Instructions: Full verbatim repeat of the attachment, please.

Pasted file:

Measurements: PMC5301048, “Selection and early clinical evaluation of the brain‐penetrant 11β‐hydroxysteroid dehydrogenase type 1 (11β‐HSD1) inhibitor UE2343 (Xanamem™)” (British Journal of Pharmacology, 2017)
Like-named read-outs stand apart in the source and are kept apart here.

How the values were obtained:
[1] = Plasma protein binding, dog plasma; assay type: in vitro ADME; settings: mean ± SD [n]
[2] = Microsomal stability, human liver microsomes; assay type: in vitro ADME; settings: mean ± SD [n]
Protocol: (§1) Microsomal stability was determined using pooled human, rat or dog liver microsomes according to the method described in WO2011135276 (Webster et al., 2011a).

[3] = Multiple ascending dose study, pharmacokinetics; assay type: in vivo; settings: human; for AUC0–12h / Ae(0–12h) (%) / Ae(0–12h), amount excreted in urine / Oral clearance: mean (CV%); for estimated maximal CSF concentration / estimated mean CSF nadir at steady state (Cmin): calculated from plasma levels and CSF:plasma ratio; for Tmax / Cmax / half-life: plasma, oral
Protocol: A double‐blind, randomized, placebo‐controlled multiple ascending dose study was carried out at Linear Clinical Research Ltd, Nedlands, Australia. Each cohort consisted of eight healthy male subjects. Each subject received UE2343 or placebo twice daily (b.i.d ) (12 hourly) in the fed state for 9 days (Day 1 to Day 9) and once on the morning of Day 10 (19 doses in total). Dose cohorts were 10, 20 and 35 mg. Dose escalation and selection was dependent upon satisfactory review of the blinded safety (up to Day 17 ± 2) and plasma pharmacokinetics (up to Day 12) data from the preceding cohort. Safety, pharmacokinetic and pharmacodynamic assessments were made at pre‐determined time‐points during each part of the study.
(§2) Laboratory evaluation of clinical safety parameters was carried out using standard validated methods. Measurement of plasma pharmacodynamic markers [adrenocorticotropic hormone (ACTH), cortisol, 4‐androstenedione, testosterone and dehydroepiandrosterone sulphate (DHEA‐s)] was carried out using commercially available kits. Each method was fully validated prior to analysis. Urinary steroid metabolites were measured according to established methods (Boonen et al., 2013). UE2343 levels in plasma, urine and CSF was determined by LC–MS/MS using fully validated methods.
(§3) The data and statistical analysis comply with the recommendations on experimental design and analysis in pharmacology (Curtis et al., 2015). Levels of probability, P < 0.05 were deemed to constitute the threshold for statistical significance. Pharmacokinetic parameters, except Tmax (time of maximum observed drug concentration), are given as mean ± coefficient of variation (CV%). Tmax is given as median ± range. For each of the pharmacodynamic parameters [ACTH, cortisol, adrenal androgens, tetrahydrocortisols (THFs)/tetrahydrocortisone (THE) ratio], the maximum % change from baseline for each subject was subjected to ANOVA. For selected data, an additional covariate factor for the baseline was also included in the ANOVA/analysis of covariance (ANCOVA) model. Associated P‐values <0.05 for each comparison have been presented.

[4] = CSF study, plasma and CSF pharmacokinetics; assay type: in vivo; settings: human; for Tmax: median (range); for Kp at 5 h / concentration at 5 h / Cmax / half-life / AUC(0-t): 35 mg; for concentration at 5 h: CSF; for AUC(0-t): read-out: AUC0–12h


Measurements: PMC5301048, “Selection and early clinical evaluation of the brain‐penetrant 11β‐hydroxysteroid dehydrogenase type 1 (11β‐HSD1) inhibitor UE2343 (Xanamem™)” (British Journal of Pharmacology, 2017)
Like-named read-outs stand apart in the source and are kept apart here.

How the values were obtained:
[1] = Plasma protein binding, dog plasma; assay type: in vitro ADME; settings: mean ± SD [n]
[2] = Microsomal stability, human liver microsomes; assay type: in vitro ADME; settings: mean ± SD [n]
Protocol: (§1) Microsomal stability was determined using pooled human, rat or dog liver microsomes according to the method described in WO2011135276 (Webster et al., 2011a).

[3] = Multiple ascending dose study, pharmacokinetics; assay type: in vivo; settings: human; for AUC0–12h / Ae(0–12h) (%) / Ae(0–12h), amount excreted in urine / Oral clearance: mean (CV%); for estimated maximal CSF concentration / estimated mean CSF nadir at steady state (Cmin): calculated from plasma levels and CSF:plasma ratio; for Tmax / Cmax / half-life: plasma, oral
Protocol: A double‐blind, randomized, placebo‐controlled multiple ascending dose study was carried out at Linear Clinical Research Ltd, Nedlands, Australia. Each cohort consisted of eight healthy male subjects. Each subject received UE2343 or placebo twice daily (b.i.d ) (12 hourly) in the fed state for 9 days (Day 1 to Day 9) and once on the morning of Day 10 (19 doses in total). Dose cohorts were 10, 20 and 35 mg. Dose escalation and selection was dependent upon satisfactory review of the blinded safety (up to Day 17 ± 2) and plasma pharmacokinetics (up to Day 12) data from the preceding cohort. Safety, pharmacokinetic and pharmacodynamic assessments were made at pre‐determined time‐points during each part of the study.
(§2) Laboratory evaluation of clinical safety parameters was carried out using standard validated methods. Measurement of plasma pharmacodynamic markers [adrenocorticotropic hormone (ACTH), cortisol, 4‐androstenedione, testosterone and dehydroepiandrosterone sulphate (DHEA‐s)] was carried out using commercially available kits. Each method was fully validated prior to analysis. Urinary steroid metabolites were measured according to established methods (Boonen et al., 2013). UE2343 levels in plasma, urine and CSF was determined by LC–MS/MS using fully validated methods.
(§3) The data and statistical analysis comply with the recommendations on experimental design and analysis in pharmacology (Curtis et al., 2015). Levels of probability, P < 0.05 were deemed to constitute the threshold for statistical significance. Pharmacokinetic parameters, except Tmax (time of maximum observed drug concentration), are given as mean ± coefficient of variation (CV%). Tmax is given as median ± range. For each of the pharmacodynamic parameters [ACTH, cortisol, adrenal androgens, tetrahydrocortisols (THFs)/tetrahydrocortisone (THE) ratio], the maximum % change from baseline for each subject was subjected to ANOVA. For selected data, an additional covariate factor for the baseline was also included in the ANOVA/analysis of covariance (ANCOVA) model. Associated P‐values <0.05 for each comparison have been presented.

[4] = CSF study, plasma and CSF pharmacokinetics; assay type: in vivo; settings: human; for Tmax: median (range); for Kp at 5 h / concentration at 5 h / Cmax / half-life / AUC(0-t): 35 mg; for concentration at 5 h: CSF; for AUC(0-t): read-out: AUC0–12h